Mostly this comes down to how Denver sees Porter. If they believe he’s a possible superstar (which wouldn’t be all that crazy), then giving up assets for a fringe All-Star like Holiday doesn’t make a ton of sense. This offer is also a bit weak compared with others discussed here, so the Pelicans may not take it, but if Harris can return to the level of play he was capable before he began struggling with injuries, he’d fit in nicely next to Ball in the Pelicans’ backcourt.
Los Angeles Clippers
This would be an easy way for the Clippers to kill two birds with one stone, even if it involves them throwing in a first-round pick or two (although, they don’t really have any of those to trade in a time period that would move the needle for New Orleans). It’s clear that, at least with how Los Angeles plays, Lou Williams cannot stay on the court in the postseason. By including him here, the Clippers could move on while also using his value as part of a trade for another complementary piece in Holiday. In that case, Patrick Beverley becomes a bit expendable as well, since he is effectively a discount Holiday.
Among the problems with a trade like this are that it tosses another ball-handler into the mix for a Clippers team that clearly wants to play through its wings, though like Denver, it can be nice to have a more traditional fallback option. There’s also the question of whether New Orleans prioritizes younger pieces, which would make this deal less desirable for them. It’s hard to see where Williams fits into the equation for the Pelicans.
Expect the Clippers, the team with the wealthiest owner in the NBA and perhaps the most internal desperation to win, to sniff around any time an opportunity like this comes around, but the fit here is less than perfect, especially from New Orleans’ side. Beverley and Williams give them a pair of veterans that can help shepherd their youngsters and possibly get moved down the line, while Mann had his moments as a rookie.
As with the Chris Paul sweepstakes, the construct of a deal is pretty simple. Basically, this would mean Milwaukee flipping both of its best guards for Holiday. The reasons why they would do that are pretty clear: Eric Bledsoe has consistently underperformed in the postseason and George Hill is solid, but expendable. They would probably have to throw in a couple first-round picks to get this done, but it’s probably worth doing with a Giannis-sized incentive to make the Finals if not win a championship in 2021.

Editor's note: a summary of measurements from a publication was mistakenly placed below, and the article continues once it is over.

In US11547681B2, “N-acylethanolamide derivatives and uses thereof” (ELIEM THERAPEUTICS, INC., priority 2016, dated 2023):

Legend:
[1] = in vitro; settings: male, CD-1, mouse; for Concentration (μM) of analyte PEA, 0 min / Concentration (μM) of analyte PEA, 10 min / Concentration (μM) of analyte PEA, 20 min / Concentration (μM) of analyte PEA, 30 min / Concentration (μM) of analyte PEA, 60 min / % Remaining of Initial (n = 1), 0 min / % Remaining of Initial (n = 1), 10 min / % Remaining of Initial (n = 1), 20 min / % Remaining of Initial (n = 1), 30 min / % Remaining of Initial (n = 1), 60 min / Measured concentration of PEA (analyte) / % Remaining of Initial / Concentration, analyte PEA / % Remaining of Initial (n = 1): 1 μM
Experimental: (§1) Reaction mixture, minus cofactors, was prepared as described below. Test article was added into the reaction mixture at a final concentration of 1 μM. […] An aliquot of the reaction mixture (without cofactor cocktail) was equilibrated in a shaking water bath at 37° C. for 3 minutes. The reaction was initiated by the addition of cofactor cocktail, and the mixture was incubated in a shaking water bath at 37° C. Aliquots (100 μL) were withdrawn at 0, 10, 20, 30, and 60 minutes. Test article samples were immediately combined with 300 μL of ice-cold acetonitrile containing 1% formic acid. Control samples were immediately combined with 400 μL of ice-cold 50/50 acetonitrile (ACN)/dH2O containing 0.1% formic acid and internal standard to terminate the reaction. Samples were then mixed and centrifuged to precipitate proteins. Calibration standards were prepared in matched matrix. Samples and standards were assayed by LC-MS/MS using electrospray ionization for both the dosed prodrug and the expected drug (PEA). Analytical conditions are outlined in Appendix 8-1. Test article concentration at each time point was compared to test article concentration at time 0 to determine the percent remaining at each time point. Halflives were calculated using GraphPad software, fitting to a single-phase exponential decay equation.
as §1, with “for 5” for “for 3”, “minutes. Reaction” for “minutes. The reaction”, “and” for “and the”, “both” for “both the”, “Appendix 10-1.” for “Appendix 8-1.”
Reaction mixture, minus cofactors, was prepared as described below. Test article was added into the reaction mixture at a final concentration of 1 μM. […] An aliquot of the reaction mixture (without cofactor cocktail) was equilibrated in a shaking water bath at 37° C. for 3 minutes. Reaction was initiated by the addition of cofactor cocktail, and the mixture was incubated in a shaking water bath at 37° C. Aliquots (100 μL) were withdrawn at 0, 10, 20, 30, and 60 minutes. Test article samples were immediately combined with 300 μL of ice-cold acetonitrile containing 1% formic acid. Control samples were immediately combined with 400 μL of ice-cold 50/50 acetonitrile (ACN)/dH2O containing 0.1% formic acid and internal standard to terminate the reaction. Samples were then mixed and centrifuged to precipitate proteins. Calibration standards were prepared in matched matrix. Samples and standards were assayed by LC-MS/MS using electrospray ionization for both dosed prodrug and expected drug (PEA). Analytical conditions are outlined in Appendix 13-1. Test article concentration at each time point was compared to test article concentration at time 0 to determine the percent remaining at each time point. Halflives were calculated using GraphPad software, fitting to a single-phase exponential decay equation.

A couple things to note here, though: First, the Paul fit is way better in Milwaukee because of how they play defense (Paul is more of a point guard defender whereas Holiday is effective because of his versatility) and their need for a true playmaker. Second, this deal, like the Clippers deal, centers on the Pelicans getting back veteran guards when they already have Ball, Nickeil Alexander-Walker, and other young guys at that spot, with more available in future drafts.
If the Bucks strike out on Paul and need a quick backup plan, this is a solid option. But it doesn’t seem to be New Orleans’ best plan, making it imperfect for both sides.
The expectation is that the Sixers will also make a run at Paul with a similar package in place. Much of Philadelphia’s offseason will hinge on how highly opposing teams value Al Horford and Tobias Harris, and the reality is likely to be that nobody wants either player’s contract. However, Horford was linked to New Orleans last summer and presents a really strong pairing for Zion Williamson. If Daryl Morey and the Sixers are willing to give up several assets to strike this deal, maybe it becomes worthwhile for the Pelicans and it goes through.
Should it get to that point, the Pelicans may be wise to target Matisse Thybulle, who is one of the better overall young prospects realistically available to them among the teams listed here. The impetus for the Sixers to poke around here is obvious, but this would likely be among the lesser deals available to New Orleans — although it does bear mentioning that Philly has the No. 21 pick in this Draft, and using that to sweeten the pot would help.
The Pelicans, especially because they are run by Griffin, won’t take a deal in which they don’t get what they want. There is no need for them to strike now. Holiday will still help their team in 2021 and maintain value through to the trade deadline. A collection of middling first-round picks or secondary prospects may not be worth it. But showcasing Holiday ahead of the draft means the Pelicans get to strike first in the trade market and take advantage of desperation or other teams jumping the gun.